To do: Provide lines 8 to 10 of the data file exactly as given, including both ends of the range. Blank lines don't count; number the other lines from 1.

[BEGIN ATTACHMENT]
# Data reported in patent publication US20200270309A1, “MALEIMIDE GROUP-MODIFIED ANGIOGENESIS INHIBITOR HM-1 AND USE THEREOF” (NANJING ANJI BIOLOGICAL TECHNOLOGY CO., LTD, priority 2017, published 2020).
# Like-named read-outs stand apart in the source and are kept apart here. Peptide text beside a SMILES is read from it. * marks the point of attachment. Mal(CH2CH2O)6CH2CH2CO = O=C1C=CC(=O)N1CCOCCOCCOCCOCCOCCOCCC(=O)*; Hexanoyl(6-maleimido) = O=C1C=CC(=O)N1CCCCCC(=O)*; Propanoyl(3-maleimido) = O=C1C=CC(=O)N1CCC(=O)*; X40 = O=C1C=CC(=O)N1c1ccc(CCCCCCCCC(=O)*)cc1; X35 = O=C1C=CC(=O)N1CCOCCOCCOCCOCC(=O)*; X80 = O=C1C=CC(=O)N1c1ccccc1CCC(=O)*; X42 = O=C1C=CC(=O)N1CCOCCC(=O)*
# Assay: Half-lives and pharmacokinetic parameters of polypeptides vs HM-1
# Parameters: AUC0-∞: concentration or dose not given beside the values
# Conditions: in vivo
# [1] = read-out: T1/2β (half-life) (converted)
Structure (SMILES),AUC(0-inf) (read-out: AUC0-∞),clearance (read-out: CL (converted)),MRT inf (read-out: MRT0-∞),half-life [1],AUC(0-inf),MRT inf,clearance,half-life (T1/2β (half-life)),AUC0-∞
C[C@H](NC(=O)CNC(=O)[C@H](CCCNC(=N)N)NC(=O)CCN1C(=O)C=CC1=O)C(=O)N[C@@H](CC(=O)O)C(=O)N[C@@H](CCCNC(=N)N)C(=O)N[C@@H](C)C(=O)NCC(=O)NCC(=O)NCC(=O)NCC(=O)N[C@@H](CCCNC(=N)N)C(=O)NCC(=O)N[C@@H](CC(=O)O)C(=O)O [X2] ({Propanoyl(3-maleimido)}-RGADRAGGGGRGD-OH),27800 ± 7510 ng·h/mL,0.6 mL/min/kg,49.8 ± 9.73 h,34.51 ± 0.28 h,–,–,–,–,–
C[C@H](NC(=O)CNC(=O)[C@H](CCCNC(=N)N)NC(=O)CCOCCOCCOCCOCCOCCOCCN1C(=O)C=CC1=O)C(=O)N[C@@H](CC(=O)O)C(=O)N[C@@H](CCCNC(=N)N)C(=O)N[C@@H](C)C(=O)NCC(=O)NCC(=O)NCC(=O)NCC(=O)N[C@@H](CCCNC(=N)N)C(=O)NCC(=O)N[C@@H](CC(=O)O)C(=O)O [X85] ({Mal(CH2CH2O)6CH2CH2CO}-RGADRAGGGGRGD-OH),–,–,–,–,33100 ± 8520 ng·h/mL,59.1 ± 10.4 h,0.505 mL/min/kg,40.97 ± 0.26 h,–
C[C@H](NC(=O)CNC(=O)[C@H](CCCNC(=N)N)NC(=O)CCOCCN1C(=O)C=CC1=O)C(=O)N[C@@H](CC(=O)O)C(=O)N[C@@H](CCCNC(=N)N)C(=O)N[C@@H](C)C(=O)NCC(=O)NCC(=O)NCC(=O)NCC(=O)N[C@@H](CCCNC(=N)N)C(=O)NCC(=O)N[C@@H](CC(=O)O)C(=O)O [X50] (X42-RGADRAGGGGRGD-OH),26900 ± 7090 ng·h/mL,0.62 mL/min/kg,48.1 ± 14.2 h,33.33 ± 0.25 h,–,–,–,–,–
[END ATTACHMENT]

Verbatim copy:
C[C@H](NC(=O)CNC(=O)[C@H](CCCNC(=N)N)NC(=O)CCN1C(=O)C=CC1=O)C(=O)N[C@@H](CC(=O)O)C(=O)N[C@@H](CCCNC(=N)N)C(=O)N[C@@H](C)C(=O)NCC(=O)NCC(=O)NCC(=O)NCC(=O)N[C@@H](CCCNC(=N)N)C(=O)NCC(=O)N[C@@H](CC(=O)O)C(=O)O [X2] ({Propanoyl(3-maleimido)}-RGADRAGGGGRGD-OH),27800 ± 7510 ng·h/mL,0.6 mL/min/kg,49.8 ± 9.73 h,34.51 ± 0.28 h,–,–,–,–,–
C[C@H](NC(=O)CNC(=O)[C@H](CCCNC(=N)N)NC(=O)CCOCCOCCOCCOCCOCCOCCN1C(=O)C=CC1=O)C(=O)N[C@@H](CC(=O)O)C(=O)N[C@@H](CCCNC(=N)N)C(=O)N[C@@H](C)C(=O)NCC(=O)NCC(=O)NCC(=O)NCC(=O)N[C@@H](CCCNC(=N)N)C(=O)NCC(=O)N[C@@H](CC(=O)O)C(=O)O [X85] ({Mal(CH2CH2O)6CH2CH2CO}-RGADRAGGGGRGD-OH),–,–,–,–,33100 ± 8520 ng·h/mL,59.1 ± 10.4 h,0.505 mL/min/kg,40.97 ± 0.26 h,–
C[C@H](NC(=O)CNC(=O)[C@H](CCCNC(=N)N)NC(=O)CCOCCN1C(=O)C=CC1=O)C(=O)N[C@@H](CC(=O)O)C(=O)N[C@@H](CCCNC(=N)N)C(=O)N[C@@H](C)C(=O)NCC(=O)NCC(=O)NCC(=O)NCC(=O)N[C@@H](CCCNC(=N)N)C(=O)NCC(=O)N[C@@H](CC(=O)O)C(=O)O [X50] (X42-RGADRAGGGGRGD-OH),26900 ± 7090 ng·h/mL,0.62 mL/min/kg,48.1 ± 14.2 h,33.33 ± 0.25 h,–,–,–,–,–